Wreaths were laid across the region as the North East remembered its fallen heroes.
Crowds gathered around war memorials to honour those who died in conflicts past and present on Remembrance Sunday.
In Newcastle busy Eldon Square fell quiet as the two minute silence was observed.
Amongst those paying their respects was Second World War veteran Fred Jewett, who recently received Russia’s highest honour for his bravery whilst serving on the dangerous Arctic Convoys that transported vital military supplies to the country.
Earlier this year he was also presented with the Arctic Star by Prime Minister David Cameron.
Sixty-eight of the 811 ships to sail the route were sunk, and thousands of lives were lost.
“Today I think about all the convoys that were lost during the war,” said Fred, 88, of Heddon-on-the-Wall. But I also like to remember the camaraderie that we all shared too.
“I am glad to see a lot of people here today and I think it shows that people are realising again how much our country’s safety depends on the armed services.”
Former RAF warrant officer Alan Lowson, 81, of Durham, attended the service with wife Eileen. But it is at the First World War memorial The Response outside the city’s civic centre that they laid their wreath in memory of their son-in-law Major Jim Kingham who was killed during the Gulf War.
Mr Lowson said: “My daughter met him at university in Newcastle and it is where they used to go to eat their sandwiches together, so we always go there to lay a wreath.”
Mrs Lowson added: “Our grandsons are both army captains and have served in Afghanistan. People think because we are a military family we must like war, but you defend your country for peace not for war.”
Former Lance Corporal Derek Turnbull, 36, served with the Second Battalion Fusiliers and the 201 Northern Field Hospital.
Mr Turnbull, from Newcastle, who now works as a healthcare assistant in accident and emergency said: “I make a point of coming every year and feel very strongly that the two minute silence should be observed.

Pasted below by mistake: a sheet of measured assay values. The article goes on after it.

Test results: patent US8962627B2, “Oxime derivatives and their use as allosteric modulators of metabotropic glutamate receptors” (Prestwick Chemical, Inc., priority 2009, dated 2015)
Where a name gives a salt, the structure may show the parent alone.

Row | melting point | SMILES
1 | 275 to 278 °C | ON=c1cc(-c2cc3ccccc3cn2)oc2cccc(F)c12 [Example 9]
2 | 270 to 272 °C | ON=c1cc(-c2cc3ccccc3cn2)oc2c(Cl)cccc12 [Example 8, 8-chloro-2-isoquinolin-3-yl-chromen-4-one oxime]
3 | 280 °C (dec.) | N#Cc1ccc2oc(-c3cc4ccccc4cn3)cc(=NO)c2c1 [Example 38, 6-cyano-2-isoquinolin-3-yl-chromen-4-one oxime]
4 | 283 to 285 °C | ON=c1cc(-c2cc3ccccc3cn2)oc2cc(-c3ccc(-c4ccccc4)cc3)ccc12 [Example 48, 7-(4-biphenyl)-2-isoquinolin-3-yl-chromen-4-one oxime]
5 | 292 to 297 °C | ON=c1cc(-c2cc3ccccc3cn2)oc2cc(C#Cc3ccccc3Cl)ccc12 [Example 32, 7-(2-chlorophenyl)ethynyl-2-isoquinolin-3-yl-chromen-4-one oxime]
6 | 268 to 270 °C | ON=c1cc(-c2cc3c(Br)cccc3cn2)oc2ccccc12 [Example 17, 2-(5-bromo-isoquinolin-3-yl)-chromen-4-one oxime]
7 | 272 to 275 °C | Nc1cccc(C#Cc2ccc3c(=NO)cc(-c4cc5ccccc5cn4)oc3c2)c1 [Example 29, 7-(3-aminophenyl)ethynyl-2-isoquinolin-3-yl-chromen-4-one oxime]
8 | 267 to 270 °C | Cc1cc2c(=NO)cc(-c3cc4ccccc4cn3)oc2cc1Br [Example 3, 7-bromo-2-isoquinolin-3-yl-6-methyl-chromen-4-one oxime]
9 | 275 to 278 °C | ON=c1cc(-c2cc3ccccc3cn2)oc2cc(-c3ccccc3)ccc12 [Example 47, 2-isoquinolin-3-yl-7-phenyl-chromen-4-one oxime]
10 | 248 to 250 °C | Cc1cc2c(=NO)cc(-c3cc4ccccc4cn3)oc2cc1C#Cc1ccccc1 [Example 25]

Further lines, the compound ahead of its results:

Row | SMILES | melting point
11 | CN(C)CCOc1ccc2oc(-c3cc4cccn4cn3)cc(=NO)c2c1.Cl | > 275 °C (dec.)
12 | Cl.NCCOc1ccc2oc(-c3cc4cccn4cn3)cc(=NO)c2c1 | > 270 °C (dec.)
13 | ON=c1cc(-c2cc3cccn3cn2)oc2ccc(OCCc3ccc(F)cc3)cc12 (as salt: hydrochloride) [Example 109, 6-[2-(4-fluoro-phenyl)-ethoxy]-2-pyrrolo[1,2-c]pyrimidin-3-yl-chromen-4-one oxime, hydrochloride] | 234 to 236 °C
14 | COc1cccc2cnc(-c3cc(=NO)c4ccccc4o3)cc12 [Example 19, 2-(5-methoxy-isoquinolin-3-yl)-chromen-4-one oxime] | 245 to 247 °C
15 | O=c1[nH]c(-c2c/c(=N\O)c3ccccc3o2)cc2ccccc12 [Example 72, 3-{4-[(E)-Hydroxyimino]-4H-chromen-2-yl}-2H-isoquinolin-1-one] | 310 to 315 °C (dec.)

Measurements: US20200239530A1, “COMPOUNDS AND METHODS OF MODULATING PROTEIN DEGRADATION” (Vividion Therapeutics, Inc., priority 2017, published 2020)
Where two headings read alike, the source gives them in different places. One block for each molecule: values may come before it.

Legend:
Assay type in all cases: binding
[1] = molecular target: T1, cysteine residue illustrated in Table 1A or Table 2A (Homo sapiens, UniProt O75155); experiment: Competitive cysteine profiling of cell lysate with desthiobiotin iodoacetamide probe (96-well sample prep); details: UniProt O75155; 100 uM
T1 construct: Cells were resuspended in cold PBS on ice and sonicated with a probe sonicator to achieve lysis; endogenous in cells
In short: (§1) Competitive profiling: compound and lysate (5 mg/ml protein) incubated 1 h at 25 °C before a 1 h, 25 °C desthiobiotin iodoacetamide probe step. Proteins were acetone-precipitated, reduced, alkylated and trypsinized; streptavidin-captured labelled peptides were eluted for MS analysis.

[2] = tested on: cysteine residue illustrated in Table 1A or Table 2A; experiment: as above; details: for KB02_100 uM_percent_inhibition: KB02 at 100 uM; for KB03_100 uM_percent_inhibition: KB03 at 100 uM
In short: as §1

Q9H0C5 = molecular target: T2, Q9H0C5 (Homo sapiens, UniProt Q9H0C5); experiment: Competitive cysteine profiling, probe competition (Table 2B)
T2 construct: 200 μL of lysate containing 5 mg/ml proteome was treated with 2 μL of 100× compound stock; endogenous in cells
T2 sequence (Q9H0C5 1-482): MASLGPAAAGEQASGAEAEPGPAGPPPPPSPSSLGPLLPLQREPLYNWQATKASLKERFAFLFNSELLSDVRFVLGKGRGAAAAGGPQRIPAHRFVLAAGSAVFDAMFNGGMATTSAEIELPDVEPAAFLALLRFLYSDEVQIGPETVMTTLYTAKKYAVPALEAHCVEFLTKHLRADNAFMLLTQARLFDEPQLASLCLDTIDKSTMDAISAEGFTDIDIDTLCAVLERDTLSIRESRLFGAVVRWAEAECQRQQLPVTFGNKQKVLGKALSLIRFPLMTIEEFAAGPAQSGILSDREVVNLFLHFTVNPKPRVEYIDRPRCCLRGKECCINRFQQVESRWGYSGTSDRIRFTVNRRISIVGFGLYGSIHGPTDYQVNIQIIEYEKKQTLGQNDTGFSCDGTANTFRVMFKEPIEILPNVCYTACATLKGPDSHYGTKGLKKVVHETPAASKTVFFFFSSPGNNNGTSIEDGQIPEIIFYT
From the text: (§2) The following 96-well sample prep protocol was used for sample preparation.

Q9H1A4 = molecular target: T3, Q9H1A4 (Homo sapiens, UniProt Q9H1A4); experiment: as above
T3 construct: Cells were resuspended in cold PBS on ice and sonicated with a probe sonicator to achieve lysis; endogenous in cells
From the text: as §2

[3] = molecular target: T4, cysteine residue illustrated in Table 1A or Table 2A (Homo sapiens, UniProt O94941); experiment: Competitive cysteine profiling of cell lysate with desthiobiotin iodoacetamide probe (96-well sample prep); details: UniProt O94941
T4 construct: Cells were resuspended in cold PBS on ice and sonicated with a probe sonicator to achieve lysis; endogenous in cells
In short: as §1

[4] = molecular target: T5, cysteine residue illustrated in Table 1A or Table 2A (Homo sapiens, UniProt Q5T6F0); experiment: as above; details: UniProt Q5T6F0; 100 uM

“I remember when I was a kid everything stopped, but today some people seem to think they are too busy.
“It is just two minutes of your life and we should make the time to stop and pay our respects to those who have given their lives so that we can be here today. War did not end in the 40s, it is still going on today.”
Wreaths were laid in ceremonies across the North East. From shoppers at the Metrocentre to folk at the coast in Whitley Bay and crowds in Bedlington and beyond, people stopped and paused to pay their respects.
Queen leads Remembrance tributes at London's Cenotaph
Silence fell across Britain as the nation united to honour its war dead on Remembrance Sunday.
The Queen led the tributes and was joined by senior royals in central London. She laid the first wreath at the Cenotaph in memory of all those who have made the ultimate sacrifice, in what was the focal point of the day’s commemorative events.
After laying her wreath, the Queen bowed her head, before Second World War veteran the Duke of Edinburgh, Prince Harry and the Duke of Cambridge stepped forward to lay their wreaths.
Prince Harry laid a wreath on behalf of his father Prince Charles, who marked Remembrance Sunday by attending a service in India, where he is currently on an official tour with the Duchess of Cornwall.
Other royals abroad included the Duke of York. He visited troops in Afghanistan with Defence Secretary Philip Hammond, and took part in a service at Camp Bastion.
Millions joined in the two-minute silence that began as Big Ben struck 11am. Prime Minister David Cameron was first after the royals to lay a wreath, followed by Labour leader Ed Miliband and Deputy Prime Minister Nick Clegg. Former prime ministers Sir John Major, Tony Blair and Gordon Brown, and London Mayor Boris Johnson also took part in the ceremony.
More than 10,000 veterans and civilians filed past the Cenotaph to pay their respects to their departed comrades, led this year by members of the War Widows Association.